Advances in Materials Science and Engineering

Volume 2018, Article ID 1209849, 8 pages

https://doi.org/10.1155/2018/1209849

## Finite Element Analysis of Residual Stress in the Diffusion Zone of Mg/Al Alloys

Correspondence should be addressed to Dongying Ju; pj.ca.tis@ujyd

Received 11 September 2017; Revised 9 November 2017; Accepted 25 December 2017; Published 27 March 2018

Academic Editor: Yuanshi Li

Copyright © 2018 Yunlong Ding and Dongying Ju. This is an open access article distributed under the Creative Commons Attribution License, which permits unrestricted use, distribution, and reproduction in any medium, provided the original work is properly cited.

#### Abstract

In this study, the finite element method was applied for analyzing the effect of annealing temperatures on residual stress in the diffusion zone of AZ31 Mg and 6061 Al alloys. The microstructure and mechanical behavior of the diffusion zone were also investigated. Simulations on the annealing of the welded specimens at 200°C, 250°C, and 300°C were conducted. Moreover, experiments such as diffusion bonding and annealing, analysis of residual stress by X-ray diffraction, elemental analysis using an electron probe microanalyzer, and microstructure investigation via scanning electron microscopy were performed for further investigation of the diffusion layers. According to the results of the simulations and experiments, the diffusion layers widen with increasing annealing temperatures, and the results of the simulations are in good agreement with those of the experiments. The microstructure and elemental distribution were the most uniform and the residual stress was the least for samples annealed at 250°C. Thus, 250°C was found to be the most appropriate annealing temperature.

#### 1. Introduction

The finite element method (FEM) has many applications in modern industry and technology because of the extensive use of computers [1–6]. This method is presently the most popular and fastest developing numerical method in aircraft, ballistic missile, automotive, shipbuilding, machine, and electrotechnics industries and is used in fields such as biomechanics, medicine, mechatronics, and materials technology. Computational methods mainly help optimize design processes [7–10].

In addition, FEM is used in plastic forming and can simulate the press forming of aluminum by selecting appropriate forming parameters for the material, such as pressure force and falling speed of the punch [11].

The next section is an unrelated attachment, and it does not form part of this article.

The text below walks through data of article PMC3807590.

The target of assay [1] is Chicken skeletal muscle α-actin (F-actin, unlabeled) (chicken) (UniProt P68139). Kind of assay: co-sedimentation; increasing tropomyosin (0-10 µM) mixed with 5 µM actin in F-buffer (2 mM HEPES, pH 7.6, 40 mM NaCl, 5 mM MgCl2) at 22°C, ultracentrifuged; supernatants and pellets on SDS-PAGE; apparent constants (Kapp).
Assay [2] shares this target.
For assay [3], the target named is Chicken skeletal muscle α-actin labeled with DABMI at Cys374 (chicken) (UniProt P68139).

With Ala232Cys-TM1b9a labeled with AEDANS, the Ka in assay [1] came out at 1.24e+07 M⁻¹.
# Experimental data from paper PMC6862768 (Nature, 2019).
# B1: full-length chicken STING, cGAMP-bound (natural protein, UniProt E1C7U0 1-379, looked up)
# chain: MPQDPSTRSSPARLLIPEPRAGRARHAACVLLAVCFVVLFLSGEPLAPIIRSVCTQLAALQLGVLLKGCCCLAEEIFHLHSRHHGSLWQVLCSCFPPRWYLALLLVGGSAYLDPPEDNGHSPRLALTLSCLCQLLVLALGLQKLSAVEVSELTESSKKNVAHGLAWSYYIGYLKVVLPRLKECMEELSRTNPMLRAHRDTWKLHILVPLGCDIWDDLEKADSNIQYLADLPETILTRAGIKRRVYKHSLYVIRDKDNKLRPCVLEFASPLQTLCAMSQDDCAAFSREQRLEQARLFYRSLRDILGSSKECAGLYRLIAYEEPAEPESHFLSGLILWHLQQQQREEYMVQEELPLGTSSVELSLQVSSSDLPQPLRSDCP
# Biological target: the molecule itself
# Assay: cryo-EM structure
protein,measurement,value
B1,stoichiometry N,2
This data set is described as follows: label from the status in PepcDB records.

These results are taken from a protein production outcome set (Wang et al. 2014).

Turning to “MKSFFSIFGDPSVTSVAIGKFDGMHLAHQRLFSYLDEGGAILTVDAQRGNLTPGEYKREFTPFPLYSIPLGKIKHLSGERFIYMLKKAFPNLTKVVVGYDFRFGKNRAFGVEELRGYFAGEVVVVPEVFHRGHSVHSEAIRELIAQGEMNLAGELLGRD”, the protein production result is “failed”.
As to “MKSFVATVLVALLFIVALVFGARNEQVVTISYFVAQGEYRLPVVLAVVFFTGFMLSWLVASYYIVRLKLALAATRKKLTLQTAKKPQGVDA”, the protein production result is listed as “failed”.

Recently, many investigations on the welding of Mg/Al alloys have been conducted using FEM, especially on the analysis of residual stress during welding, because magnesium and aluminum alloys are widely used in aerospace, automotive, machine, electrical, and chemical industries owing to their superior properties [12–14]. Further, the combination of the superior properties of magnesium and aluminum alloys provides insight into the research of lightweight vehicles.

However, most studies have focused on the analysis of residual stress during butt welding, laser beam welding, or friction stir welding [15, 16]. In contrast, this study considers a different welding process, diffusion bonding. To decrease the residual stress during diffusion bonding, annealing experiments, simulations, and investigations of residual stress by X-ray diffraction (XRD) were performed. To the best of our knowledge, this is the first study focusing on diffusion bonding between magnesium and aluminum alloys. Based on the results of this study, more extensive applications of FEM and diffusion bonding can be determined, and the properties of composite materials containing magnesium and aluminum alloys can be investigated. The composite materials can contribute to the realization of lightweight components. In addition, the depletion of resources and energy will decrease, thus mitigating environmental pollution.

#### 2. Materials and Methods

In this study, AZ31 magnesium alloy and 6061 aluminum alloy were used for diffusion bonding and annealing. Simulations and experiments were performed to analyze residual stress and evaluate the microstructure.

##### 2.1. Theoretical Analysis